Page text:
Magazine article Judaism: A Quarterly Journal of Jewish Life and Thought

Editor's Corner

Magazine article Judaism: A Quarterly Journal of Jewish Life and Thought

Editor's Corner

Article excerpt

It is not a mistake. This really is the Fall-Winter 2006 issue, even though the last one was "Summer-Fall 2006" and these are the waning days of Summer 2007. Somewhere along the line, we got out of sync with our publication dates (as librarians keep reminding us).

Getting "in sync" is important for another reason, as well. We live in what is called the "information age," although that term does not even begin to describe the possibilities technology has opened up. Of primary importance to us at JUDAISM are the ability to publish articles at more frequent intervals and the opportunity to obtain more immediate feedback from you, our readers. We can do both if we transform JUDAISM from a printed journal into an electronic one.

That is not as easy a task as that may sound, however. There are a number of matters that need to be addressed and technical issues that need to be resolved. Rest assured, however, that you will be informed of any such change.

As regards the current issue, it begins with a pair of mysteries, of a sort. Up first, David Arnow explores the place of Moses in the Haggadah. The mystery here is not why Moses does not appear in the traditional text, but why nearly everyone seems to think he does not.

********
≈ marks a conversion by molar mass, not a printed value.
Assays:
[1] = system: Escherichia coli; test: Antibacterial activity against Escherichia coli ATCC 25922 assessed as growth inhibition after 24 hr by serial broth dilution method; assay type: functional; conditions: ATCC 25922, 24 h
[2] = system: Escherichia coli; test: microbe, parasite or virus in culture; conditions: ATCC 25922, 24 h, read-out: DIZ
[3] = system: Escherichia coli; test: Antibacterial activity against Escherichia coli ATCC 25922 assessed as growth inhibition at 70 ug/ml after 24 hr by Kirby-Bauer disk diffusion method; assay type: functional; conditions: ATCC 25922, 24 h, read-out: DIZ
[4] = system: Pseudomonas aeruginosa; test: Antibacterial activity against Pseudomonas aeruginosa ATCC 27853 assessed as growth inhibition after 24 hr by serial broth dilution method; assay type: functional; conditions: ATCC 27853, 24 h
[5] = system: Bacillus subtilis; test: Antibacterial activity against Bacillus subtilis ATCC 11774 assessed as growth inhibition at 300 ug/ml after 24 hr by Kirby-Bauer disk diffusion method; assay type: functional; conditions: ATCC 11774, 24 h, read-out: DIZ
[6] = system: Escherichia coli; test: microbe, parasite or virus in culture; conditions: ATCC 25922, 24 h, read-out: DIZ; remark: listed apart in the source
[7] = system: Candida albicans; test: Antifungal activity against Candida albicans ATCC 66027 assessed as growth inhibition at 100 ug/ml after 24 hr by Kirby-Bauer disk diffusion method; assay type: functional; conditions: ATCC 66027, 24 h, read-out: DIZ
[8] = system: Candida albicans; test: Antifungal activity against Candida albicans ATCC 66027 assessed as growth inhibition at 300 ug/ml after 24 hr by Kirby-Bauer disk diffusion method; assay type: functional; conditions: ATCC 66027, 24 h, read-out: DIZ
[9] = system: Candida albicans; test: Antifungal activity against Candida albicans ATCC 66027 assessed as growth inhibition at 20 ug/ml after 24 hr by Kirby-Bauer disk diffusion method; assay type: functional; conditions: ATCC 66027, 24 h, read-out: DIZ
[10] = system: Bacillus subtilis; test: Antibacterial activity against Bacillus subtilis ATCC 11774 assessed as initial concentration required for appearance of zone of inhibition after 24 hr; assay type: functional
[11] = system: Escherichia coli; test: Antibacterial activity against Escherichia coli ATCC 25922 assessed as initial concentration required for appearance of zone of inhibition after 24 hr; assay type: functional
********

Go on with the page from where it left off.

Sarah, on the other hand, really is missing from the text of Genesis from the moment she succeeds in having Hagar and Ishmael thrown out of Abraham's encampment. When next we meet her, she has died after apparently living apart from her husband for a period of time. In between, of course, Abraham tries to sacrifice Sarah's "miracle baby."

David J. Zucker offers, as he puts it, "an alternative way of understanding" what happened during those missing years. As he also states, his proposals "are speculation. Some may see this as a form of modern midrash, understanding the ancient text in a newly imaginative way." Some, on the other hand, may take serious exception to Zucker's "solution." We welcome your responses (as we do, of course, to all the articles we publish).

There is no mystery regarding how A.J. Heschel felt about the assimilationist tendencies of moden Jewish thinkers. For the centenary of Heschel's birth, Byron L. Sherwin examines his mentor's fears that Judaism is being turned into an unacceptable and grotesque hybrid by the never-ending attempts to marry non-Jewish thoughts and ideas to it. …

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